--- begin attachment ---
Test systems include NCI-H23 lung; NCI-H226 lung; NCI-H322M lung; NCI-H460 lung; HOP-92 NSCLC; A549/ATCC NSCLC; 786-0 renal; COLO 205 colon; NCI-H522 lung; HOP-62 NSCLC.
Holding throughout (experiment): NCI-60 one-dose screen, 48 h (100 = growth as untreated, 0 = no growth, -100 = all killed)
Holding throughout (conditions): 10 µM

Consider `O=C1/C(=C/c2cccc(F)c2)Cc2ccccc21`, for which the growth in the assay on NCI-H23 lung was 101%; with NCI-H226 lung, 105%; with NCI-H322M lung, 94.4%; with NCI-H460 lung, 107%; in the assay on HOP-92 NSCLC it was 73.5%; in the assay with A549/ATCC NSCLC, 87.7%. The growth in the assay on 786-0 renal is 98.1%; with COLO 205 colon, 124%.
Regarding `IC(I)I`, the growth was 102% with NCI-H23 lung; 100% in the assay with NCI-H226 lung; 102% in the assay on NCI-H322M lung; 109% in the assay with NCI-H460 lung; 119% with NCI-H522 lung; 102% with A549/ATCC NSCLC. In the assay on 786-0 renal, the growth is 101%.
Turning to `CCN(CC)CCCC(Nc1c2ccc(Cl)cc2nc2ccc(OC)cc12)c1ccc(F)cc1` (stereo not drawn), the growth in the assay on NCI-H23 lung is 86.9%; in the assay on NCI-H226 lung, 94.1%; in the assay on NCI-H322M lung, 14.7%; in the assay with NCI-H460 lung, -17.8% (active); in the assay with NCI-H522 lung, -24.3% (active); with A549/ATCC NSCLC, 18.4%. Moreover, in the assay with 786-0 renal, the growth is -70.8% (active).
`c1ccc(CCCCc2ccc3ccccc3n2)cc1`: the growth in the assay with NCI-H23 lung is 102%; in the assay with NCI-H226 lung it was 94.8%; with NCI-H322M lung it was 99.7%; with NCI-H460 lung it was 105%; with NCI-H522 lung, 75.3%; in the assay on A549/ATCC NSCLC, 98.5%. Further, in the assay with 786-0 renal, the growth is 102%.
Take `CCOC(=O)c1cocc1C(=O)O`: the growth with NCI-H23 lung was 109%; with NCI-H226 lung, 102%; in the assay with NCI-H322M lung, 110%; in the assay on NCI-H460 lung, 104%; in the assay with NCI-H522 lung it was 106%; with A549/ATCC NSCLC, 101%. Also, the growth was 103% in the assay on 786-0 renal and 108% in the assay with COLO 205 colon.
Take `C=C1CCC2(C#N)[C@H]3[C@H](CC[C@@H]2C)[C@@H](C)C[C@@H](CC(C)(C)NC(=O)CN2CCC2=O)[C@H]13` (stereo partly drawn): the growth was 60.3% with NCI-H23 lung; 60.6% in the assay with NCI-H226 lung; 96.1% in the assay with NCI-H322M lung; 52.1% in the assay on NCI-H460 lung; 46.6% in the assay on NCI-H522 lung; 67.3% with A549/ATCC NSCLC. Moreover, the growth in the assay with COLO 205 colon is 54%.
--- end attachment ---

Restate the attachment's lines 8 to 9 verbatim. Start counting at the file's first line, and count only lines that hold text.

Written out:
Take `CCOC(=O)c1cocc1C(=O)O`: the growth with NCI-H23 lung was 109%; with NCI-H226 lung, 102%; in the assay with NCI-H322M lung, 110%; in the assay on NCI-H460 lung, 104%; in the assay with NCI-H522 lung it was 106%; with A549/ATCC NSCLC, 101%. Also, the growth was 103% in the assay on 786-0 renal and 108% in the assay with COLO 205 colon.
Take `C=C1CCC2(C#N)[C@H]3[C@H](CC[C@@H]2C)[C@@H](C)C[C@@H](CC(C)(C)NC(=O)CN2CCC2=O)[C@H]13` (stereo partly drawn): the growth was 60.3% with NCI-H23 lung; 60.6% in the assay with NCI-H226 lung; 96.1% in the assay with NCI-H322M lung; 52.1% in the assay on NCI-H460 lung; 46.6% in the assay on NCI-H522 lung; 67.3% with A549/ATCC NSCLC. Moreover, the growth in the assay with COLO 205 colon is 54%.